Leslie Keno, a leading authority on American furniture best known for his appraisals on the PBS television series “Antiques Roadshow,” shared his infectious enthusiasm for his subject and the glow of his television fame with a large audience in the Architecture Building auditorium on April 5.
Keno was the final speaker in the A. Alfred Taubman Lecture Series that began in September 2010. He is a personal friend of Lawrence Tech’s leading benefactor, having once worked with him at Sotheby’s in New York City. Taubman was in the audience for Keno’s lecture.
Keno’s topic was “Hidden Treasures: Searching for Masterpieces of American Furniture,” which is also the title of the book that he co-authored with his twin brother Leigh and Joan Barzilay Freund.
He explained that his love for antiques began while he and his twin brother were growing up in the rural New York town of Mohawk. Together they unearthed 19th century artifacts from long-abandoned homesteads and then started to buy and sell antiques as teenagers.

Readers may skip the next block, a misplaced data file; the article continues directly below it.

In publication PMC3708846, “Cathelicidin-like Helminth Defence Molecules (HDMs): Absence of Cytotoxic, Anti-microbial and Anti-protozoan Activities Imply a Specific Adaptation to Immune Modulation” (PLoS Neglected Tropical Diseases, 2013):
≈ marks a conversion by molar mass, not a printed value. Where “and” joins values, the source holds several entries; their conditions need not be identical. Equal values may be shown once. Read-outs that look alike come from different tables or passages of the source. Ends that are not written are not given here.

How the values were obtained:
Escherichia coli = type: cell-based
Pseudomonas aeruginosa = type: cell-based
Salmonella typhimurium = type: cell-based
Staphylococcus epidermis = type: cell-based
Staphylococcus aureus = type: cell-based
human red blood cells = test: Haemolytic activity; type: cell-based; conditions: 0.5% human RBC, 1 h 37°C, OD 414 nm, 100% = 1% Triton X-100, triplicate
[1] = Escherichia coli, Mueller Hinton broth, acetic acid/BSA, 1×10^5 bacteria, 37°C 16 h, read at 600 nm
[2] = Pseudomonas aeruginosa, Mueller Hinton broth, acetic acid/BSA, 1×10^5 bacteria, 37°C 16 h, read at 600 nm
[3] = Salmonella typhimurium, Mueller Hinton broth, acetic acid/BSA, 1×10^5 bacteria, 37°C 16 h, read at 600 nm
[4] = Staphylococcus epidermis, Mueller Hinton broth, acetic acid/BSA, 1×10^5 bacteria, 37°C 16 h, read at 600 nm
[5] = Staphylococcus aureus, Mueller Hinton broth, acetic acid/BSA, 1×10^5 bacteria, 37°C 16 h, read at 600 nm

Keno related how he decided to attend Williams College in Massachusetts after seeing the early American antique furniture in the office of admissions. He became well versed in the work of America’s best furniture makers, and his childhood hobby developed into a passion for finding the best examples of early American craftsmanship and artistry.
Keno joined Sotheby’s as a cataloguer in 1980, was appointed director of the American Furniture and Decorative Arts Department in 1983, and is now a senior vice president. He has been directly responsible for numerous record-breaking sales of Americana, and he told the audience how he landed some of his biggest auction sales.
The Keno brothers gained fame for their expertise and theatrical flair as furniture appraisers on “Antiques Roadshow.” They have also hosted the public television series “Find!” and the internet show “Collect This!” on MSN’s Tech & Gadgets guide site.
In 2005, both were awarded the National Humanities Medal, and in 2008 they joined First Lady Laura Bush on a tour of the White House that was televised on the History Channel.